Prosecutors in the federal bribery and wire fraud trial of former state senator and Republican Party chairman Gilbert Baker have asked the judge overseeing the trial to clarify several instructions to the jury pool in hopes of securing a conviction the second time around.
Baker was acquitted last year of one count of bribery conspiracy, but the jury deadlocked on one count of bribery and seven counts of honest services wire fraud following a three-week trial. He is set for retrial Nov. 7 on the remaining counts.
Baker, 66, of Conway, was indicted in 2019 following accusations that he acted as a middleman in an effort to bribe former Faulkner County Circuit Judge Michael Maggio, who was running for a seat on the Arkansas Court of Appeals.
The U.S. Attorney's Office in Little Rock filed a pretrial motion Friday to reconsider jury instructions pertaining to how jurors may consider evidence of uncharged conduct in deciding the matter. Acting U.S. Attorney Michael Gordon asked in the filing that the jury be informed that evidence of campaign finance violations, which Baker has not been charged with, may be used as proof of intent on Baker's part.
Baker was accused of bribing Maggio to lower a jury award in a wrongful death lawsuit filed against nursing home owner Michael Morton. Maggio pleaded guilty to bribery and was sentenced to 10 years in prison. Morton was not charged. Both men testified for the government in Baker's trial.
In July 2013, Maggio lowered a $5.2 million jury verdict against Greenbrier Nursing and Rehabilitation Center to $1 million. His action occurred July 10, the day after 10 $3,000 checks written by Morton arrived at the home of Baker, a friend and political ally of Maggio. The checks were made out to political action committees that were primarily helping Maggio's campaign for a seat on the state Court of Appeals.
The lawsuit had been filed against the nursing home by the family of 76-year-old Martha Bull of Perryville, who died in 2008 about two weeks after being admitted for rehabilitation for a stroke and an abdominal illness.
Maggio and Morton testified in Baker's trial last year. At various times during Maggio's rambling and often contradictory testimony, the former judge said emphatically that he was bribed but at other points said he didn't know a bribe had been offered.
Maggio was released early from prison last year after serving less than half of a 10-year sentence following his January 2015 guilty plea to a bribery charge in the same matter.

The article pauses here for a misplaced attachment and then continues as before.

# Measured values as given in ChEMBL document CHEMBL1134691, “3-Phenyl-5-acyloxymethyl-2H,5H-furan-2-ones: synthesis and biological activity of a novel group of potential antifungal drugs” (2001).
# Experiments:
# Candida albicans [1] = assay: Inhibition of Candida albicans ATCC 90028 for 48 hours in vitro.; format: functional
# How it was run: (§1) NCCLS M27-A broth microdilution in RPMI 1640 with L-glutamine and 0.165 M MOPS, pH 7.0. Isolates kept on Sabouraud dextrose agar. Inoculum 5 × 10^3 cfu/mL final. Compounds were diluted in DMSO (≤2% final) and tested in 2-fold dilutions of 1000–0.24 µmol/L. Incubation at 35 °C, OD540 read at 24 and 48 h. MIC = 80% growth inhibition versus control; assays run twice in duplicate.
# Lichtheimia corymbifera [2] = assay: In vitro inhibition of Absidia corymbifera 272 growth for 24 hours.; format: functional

In Friday's filing, Gordon, along with Assistant U.S. Attorney Julie Peters, who is prosecuting the case, expressed reservations over the previous jury instruction telling jurors they could consider evidence put forth of campaign finance laws being broken as "background" or "context" in deciding Baker's innocence or guilt in the bribery and wire fraud counts.
In the proposed jury instruction, the filing asked that the jury instruction be clarified to say the jury "may consider this evidence as proof of Baker's intent, preparation, plan, knowledge, or the absence of mistake," in deciding Baker's innocence or guilt on the federal charges against him.
According to the filing, the U.S. intends to present evidence in Baker's retrial that the former Republican Party fundraiser began raising funds for Maggio's aborted campaign for the Arkansas Court of Appeals, as well as for Arkansas Supreme Court Justice Rhonda Wood's race for that seat, outside of the 180-day window state law allows for such fundraising, and that he attempted to hide his actions by funneling the contributions through a series of political action committees that he controlled.
The filing also asked that Chief U.S. District Judge D. Price Marshall Jr., who is presiding over the trial, instruct the jury that evidence of exculpatory statements made by Baker previously -- if proven false -- may be used to consider whether the evidence points to "a consciousness of guilt."
"The false exculpatory statement instruction is aimed at pretrial fabrications," the filing said, "on the theory that the innocent do not fabricate to avoid being accused of a crime."
According to the filing, the U.S. intends to introduce evidence that Baker lied in a civil deposition to the Arkansas Ethics Commission when he made comments intended to demonstrate his innocence of the conduct claimed in the 2019 indictment.
"The Eighth Circuit has held that where a defendant has made statements intended to demonstrate his innocence that conflict with other evidence," the filing said, "the jury may infer that the statement was false and that the falsity indicates consciousness of guilt."
In addition, the filing requested that Marshall instruct the jury that it should give the same weight to both direct and circumstantial evidence and to ask potential jurors if any hold reservations regarding giving equal weight to circumstantial evidence in the trial.
Assistant U.S. Attorney Allison Bragg said Monday the U.S. Attorney's Office could not comment on pending litigation. Baker's attorney, Blake Hendrix, could not be reached for comment Monday. As of Monday night, Marshall had not ruled on the motion.